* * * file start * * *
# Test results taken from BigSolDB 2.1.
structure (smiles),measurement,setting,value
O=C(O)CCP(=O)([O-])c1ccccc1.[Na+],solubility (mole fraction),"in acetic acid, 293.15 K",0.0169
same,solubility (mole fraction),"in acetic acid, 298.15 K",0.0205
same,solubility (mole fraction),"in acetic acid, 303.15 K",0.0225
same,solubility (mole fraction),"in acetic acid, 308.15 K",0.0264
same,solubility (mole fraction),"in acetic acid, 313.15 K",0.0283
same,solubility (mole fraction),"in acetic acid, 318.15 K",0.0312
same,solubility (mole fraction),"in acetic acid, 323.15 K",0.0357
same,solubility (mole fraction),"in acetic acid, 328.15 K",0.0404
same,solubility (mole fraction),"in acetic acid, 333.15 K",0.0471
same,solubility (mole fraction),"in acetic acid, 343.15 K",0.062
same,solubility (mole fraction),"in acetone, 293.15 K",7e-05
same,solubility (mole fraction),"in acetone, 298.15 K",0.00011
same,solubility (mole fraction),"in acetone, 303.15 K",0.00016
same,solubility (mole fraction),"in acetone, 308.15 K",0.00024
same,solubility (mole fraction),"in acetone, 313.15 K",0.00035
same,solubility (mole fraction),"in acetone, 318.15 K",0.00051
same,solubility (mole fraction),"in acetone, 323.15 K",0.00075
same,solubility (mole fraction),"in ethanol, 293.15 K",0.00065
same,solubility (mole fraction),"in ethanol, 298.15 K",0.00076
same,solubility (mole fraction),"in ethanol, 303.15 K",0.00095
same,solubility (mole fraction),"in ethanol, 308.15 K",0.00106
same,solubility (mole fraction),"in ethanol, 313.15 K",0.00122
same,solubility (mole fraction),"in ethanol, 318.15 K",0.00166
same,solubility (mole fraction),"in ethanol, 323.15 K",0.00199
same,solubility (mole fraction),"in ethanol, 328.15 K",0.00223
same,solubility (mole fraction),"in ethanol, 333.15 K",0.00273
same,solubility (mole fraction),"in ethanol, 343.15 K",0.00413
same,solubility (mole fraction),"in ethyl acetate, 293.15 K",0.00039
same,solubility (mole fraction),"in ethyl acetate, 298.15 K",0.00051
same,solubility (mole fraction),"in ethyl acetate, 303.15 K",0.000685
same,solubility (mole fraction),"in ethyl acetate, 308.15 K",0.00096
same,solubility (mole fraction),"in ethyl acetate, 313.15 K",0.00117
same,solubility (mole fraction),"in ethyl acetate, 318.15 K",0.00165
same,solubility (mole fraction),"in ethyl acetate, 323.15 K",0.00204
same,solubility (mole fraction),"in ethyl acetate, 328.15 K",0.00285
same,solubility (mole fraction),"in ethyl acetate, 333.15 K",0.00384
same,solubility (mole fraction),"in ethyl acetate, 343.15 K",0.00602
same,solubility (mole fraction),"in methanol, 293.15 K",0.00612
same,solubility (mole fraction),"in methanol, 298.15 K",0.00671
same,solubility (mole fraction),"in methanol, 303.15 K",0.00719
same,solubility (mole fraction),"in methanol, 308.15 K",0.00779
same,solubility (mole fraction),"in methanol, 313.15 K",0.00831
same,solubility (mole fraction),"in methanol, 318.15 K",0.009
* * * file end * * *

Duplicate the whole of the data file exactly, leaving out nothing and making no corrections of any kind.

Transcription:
# Test results taken from BigSolDB 2.1.
structure (smiles),measurement,setting,value
O=C(O)CCP(=O)([O-])c1ccccc1.[Na+],solubility (mole fraction),"in acetic acid, 293.15 K",0.0169
same,solubility (mole fraction),"in acetic acid, 298.15 K",0.0205
same,solubility (mole fraction),"in acetic acid, 303.15 K",0.0225
same,solubility (mole fraction),"in acetic acid, 308.15 K",0.0264
same,solubility (mole fraction),"in acetic acid, 313.15 K",0.0283
same,solubility (mole fraction),"in acetic acid, 318.15 K",0.0312
same,solubility (mole fraction),"in acetic acid, 323.15 K",0.0357
same,solubility (mole fraction),"in acetic acid, 328.15 K",0.0404
same,solubility (mole fraction),"in acetic acid, 333.15 K",0.0471
same,solubility (mole fraction),"in acetic acid, 343.15 K",0.062
same,solubility (mole fraction),"in acetone, 293.15 K",7e-05
same,solubility (mole fraction),"in acetone, 298.15 K",0.00011
same,solubility (mole fraction),"in acetone, 303.15 K",0.00016
same,solubility (mole fraction),"in acetone, 308.15 K",0.00024
same,solubility (mole fraction),"in acetone, 313.15 K",0.00035
same,solubility (mole fraction),"in acetone, 318.15 K",0.00051
same,solubility (mole fraction),"in acetone, 323.15 K",0.00075
same,solubility (mole fraction),"in ethanol, 293.15 K",0.00065
same,solubility (mole fraction),"in ethanol, 298.15 K",0.00076
same,solubility (mole fraction),"in ethanol, 303.15 K",0.00095
same,solubility (mole fraction),"in ethanol, 308.15 K",0.00106
same,solubility (mole fraction),"in ethanol, 313.15 K",0.00122
same,solubility (mole fraction),"in ethanol, 318.15 K",0.00166
same,solubility (mole fraction),"in ethanol, 323.15 K",0.00199
same,solubility (mole fraction),"in ethanol, 328.15 K",0.00223
same,solubility (mole fraction),"in ethanol, 333.15 K",0.00273
same,solubility (mole fraction),"in ethanol, 343.15 K",0.00413
same,solubility (mole fraction),"in ethyl acetate, 293.15 K",0.00039
same,solubility (mole fraction),"in ethyl acetate, 298.15 K",0.00051
same,solubility (mole fraction),"in ethyl acetate, 303.15 K",0.000685
same,solubility (mole fraction),"in ethyl acetate, 308.15 K",0.00096
same,solubility (mole fraction),"in ethyl acetate, 313.15 K",0.00117
same,solubility (mole fraction),"in ethyl acetate, 318.15 K",0.00165
same,solubility (mole fraction),"in ethyl acetate, 323.15 K",0.00204
same,solubility (mole fraction),"in ethyl acetate, 328.15 K",0.00285
same,solubility (mole fraction),"in ethyl acetate, 333.15 K",0.00384
same,solubility (mole fraction),"in ethyl acetate, 343.15 K",0.00602
same,solubility (mole fraction),"in methanol, 293.15 K",0.00612
same,solubility (mole fraction),"in methanol, 298.15 K",0.00671
same,solubility (mole fraction),"in methanol, 303.15 K",0.00719
same,solubility (mole fraction),"in methanol, 308.15 K",0.00779
same,solubility (mole fraction),"in methanol, 313.15 K",0.00831
same,solubility (mole fraction),"in methanol, 318.15 K",0.009